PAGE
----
This Article analyzes Rule 23(b)(3) of the Federal Rules of Civil Procedure and the requirement that a class action be "superior to other available methods for fairly and efficiently adjudicating the controversy." The Article argues that courts must compare the superiority of a class action not only to judicial procedures but also to a company's voluntary refund program. This Article also contends that a court must deny class certification when a reimbursement policy is fair and efficient. These arguments are strongly supported by the Advisory Committee Notes to the 1966 amendment to Rule 23, commentary by two former members of the Committee, the original purpose of the superiority requirement, and courts' and commentators' initial interpretations of the 1966 amendment. Last, the Article discusses what features a refund program must have to be a fair and efficient alternative to a class action.
Surprisingly, no federal court or scholar has analyzed the history or purpose of Rule 23(b)(3) as it applies to voluntary refund programs. Further, the relevancy of a refund program to the denial of class certification has been addressed in only one article (which took an opposing view) and by only a few courts.
Tuesday, August 21, 2012
Jill Wieber Lens (Baylor) has just posted "Justice Holmes's Bad Man and the Depleted Purposes of Punitive Damages" to SSRN. The abstract provides:
In Exxon Shipping Co. v. Baker, the Supreme Court resolved a common law challenge to a punitive damage award. The freedom of the common law authority allowed the Court to address punitive damages from a policy basis. The Court described its ideal system for imposing the damages, one in which Justice Holmes’s bad man would know the punitive award he will face if he commits tortuous conduct. Its citation to Justice Holmes’s bad man reveals that the Court thinks very little of the damages’ punishment and deterrence common law purposes.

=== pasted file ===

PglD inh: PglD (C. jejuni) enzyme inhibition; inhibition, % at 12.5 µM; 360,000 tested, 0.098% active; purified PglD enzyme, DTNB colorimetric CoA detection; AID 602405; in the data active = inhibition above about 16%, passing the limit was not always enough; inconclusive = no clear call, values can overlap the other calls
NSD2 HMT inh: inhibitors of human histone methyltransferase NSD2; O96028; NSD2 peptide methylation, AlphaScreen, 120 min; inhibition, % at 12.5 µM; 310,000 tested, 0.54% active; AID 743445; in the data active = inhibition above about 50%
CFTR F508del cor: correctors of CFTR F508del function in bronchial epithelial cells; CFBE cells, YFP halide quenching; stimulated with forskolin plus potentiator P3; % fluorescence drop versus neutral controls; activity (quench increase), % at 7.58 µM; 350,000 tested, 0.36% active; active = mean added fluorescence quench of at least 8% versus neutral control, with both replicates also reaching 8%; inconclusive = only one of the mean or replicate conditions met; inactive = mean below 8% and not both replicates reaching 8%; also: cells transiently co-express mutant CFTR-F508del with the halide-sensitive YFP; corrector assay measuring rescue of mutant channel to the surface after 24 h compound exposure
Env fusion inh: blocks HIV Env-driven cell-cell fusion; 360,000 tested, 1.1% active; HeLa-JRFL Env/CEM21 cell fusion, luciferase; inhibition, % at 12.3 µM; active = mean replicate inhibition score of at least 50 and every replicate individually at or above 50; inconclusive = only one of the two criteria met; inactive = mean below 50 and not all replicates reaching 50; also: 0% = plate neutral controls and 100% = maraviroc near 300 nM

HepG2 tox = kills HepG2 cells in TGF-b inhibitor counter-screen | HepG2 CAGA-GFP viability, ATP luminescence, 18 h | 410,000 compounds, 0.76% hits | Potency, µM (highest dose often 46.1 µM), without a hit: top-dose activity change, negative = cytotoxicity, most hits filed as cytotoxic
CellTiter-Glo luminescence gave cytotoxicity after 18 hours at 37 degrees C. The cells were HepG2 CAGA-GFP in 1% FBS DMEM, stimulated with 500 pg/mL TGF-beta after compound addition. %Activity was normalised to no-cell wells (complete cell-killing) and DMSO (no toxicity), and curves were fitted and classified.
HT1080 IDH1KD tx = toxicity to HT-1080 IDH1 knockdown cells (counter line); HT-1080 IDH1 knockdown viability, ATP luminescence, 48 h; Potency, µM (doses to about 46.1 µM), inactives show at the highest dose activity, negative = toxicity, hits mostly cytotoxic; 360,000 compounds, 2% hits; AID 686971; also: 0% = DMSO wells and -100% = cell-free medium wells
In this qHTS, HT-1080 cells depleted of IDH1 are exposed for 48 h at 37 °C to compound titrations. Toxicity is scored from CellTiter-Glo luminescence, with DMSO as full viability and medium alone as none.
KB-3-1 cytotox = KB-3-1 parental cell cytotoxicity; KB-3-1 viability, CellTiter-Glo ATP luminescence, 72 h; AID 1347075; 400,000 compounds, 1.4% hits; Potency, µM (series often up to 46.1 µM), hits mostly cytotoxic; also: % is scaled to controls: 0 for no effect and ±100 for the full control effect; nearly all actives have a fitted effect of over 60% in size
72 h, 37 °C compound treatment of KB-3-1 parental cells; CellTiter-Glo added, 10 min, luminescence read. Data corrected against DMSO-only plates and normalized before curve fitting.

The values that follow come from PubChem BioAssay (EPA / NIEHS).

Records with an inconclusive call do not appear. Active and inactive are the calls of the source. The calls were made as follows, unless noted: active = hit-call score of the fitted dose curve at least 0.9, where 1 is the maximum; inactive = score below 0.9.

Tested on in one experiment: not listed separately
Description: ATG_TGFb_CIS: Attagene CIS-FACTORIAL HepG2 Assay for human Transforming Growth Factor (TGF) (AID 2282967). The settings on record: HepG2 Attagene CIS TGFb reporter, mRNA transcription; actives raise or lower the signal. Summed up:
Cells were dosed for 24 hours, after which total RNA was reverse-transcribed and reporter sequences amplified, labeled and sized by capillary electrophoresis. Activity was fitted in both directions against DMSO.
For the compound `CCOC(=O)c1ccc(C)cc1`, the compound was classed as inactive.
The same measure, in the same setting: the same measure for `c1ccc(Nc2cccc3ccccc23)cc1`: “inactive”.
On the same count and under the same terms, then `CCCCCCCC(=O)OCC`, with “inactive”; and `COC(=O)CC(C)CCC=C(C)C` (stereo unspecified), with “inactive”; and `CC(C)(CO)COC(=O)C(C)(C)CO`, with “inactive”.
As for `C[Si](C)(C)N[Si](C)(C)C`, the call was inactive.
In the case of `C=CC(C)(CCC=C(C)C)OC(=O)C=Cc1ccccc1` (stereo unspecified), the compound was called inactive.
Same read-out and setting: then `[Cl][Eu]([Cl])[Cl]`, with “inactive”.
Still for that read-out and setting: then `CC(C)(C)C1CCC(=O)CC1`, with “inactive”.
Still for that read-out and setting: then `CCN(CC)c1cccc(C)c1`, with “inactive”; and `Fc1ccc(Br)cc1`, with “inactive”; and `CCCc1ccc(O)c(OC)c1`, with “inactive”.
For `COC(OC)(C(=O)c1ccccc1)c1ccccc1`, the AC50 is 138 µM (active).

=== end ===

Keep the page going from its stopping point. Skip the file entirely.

Justice Holmes’s bad man sees civil law only as a requirement to pay damages, and he assumes he will have to pay those damages. Applied to punitive damages, the lack of morality depletes the punishment purpose — the damages lose their basis for imposition, expression of moral condemnation, and resulting stigma. The assumption of guaranteed liability also rejects possible independent substance for the damages’ deterrence purpose by disregarding under-detection and under-enforcement.
The Court’s views on punitive damages have proven influential. Its conceptions of aimless punishment and deterrence in Exxon Shipping Co. make the damages even riper for legislative reform. But even if they survive reform, the depleted purposes are likely insufficient to constitutionally justify an award. Surprisingly, a common-law-based Supreme Court case, as opposed to a constitutionally based one, may be the last nail in the coffin of punitive damages.
Monday, August 20, 2012
In Tawfik v. al Sabah, the Southern District of New York dismissed an Alien Tort Claims Act suit brought by Egyptian nationals against the Emir of Kuwait based on sovereign immunity principles. The court found the State Department's suggestion of immunity controlling.
Thanks to Lee Dunst (Gibson Dunn) for a copy of the decision.